Water for Elephants
How we cite our quotes:
And most of all, I hate that I've let them [Marlena and Rosie] both down. I don't know if the elephant is smart enough to connect me to her punishment and wonder why I didn't do anything to stop it, but I am and I do. (12.154)
This is an example of courage that isn't acted upon. Jacob knows what he should have done – stop the punishment of Rosie – but he wasn't able to. He thinks here that if he were truly courageous, he would have helped her. He blames himself for not being able to help her and laments his cowardice.
Walter stares at me, tapping his fingers against his leg. After half a minute of silence he says, "All right. Bring him on over. Don't let anyone see you or we'll all catch hell." (14.253)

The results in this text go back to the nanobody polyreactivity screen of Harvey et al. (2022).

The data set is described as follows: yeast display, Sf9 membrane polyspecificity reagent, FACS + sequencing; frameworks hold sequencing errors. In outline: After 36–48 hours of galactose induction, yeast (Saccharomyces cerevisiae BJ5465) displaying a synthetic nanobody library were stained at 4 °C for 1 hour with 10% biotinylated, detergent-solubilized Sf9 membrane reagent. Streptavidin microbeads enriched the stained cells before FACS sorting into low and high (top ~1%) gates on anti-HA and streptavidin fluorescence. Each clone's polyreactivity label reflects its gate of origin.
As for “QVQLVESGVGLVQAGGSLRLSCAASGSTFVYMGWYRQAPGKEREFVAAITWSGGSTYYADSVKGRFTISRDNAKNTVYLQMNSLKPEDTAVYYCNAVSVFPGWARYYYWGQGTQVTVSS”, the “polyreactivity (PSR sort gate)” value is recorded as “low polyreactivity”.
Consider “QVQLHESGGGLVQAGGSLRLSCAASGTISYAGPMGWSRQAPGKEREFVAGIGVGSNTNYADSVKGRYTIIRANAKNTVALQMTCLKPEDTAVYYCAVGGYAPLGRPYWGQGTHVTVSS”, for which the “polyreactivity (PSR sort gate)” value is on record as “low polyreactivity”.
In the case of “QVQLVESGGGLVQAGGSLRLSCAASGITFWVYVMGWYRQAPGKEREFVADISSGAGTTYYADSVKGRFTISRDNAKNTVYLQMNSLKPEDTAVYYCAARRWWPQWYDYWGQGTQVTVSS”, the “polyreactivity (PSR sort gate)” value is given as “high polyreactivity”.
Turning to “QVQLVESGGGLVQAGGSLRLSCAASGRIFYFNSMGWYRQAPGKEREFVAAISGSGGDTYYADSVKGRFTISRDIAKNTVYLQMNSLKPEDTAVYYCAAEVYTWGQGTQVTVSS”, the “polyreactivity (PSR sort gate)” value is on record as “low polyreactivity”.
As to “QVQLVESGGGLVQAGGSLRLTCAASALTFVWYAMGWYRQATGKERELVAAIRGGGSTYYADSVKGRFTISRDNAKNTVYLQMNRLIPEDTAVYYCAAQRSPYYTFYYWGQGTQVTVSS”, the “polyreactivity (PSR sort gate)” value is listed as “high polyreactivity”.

Walter knows better than to help Camel when everybody's out to get him – to do so is to put all of them in danger. Yet he does it anyway. This is a big act of courage and, sadly for Walter, it doesn't pay off.
"Yes. You can. Come on. Walk away."
I stare at the silent tent. After another few seconds, I tear my eyes from the billowing flap and walk away. (18.127-28)
Sometimes butting in to try to defend someone can do more harm than good. Here Jacob is forced to accept the realization that he needs to "walk away" from the situation and that if he pushes himself into "the silent tent" he'll just make matters worse for everyone. It goes against his every instinct to keep himself from defending those he loves, but at last he accepts that he has no choice this time: he'll just have to watch and wait.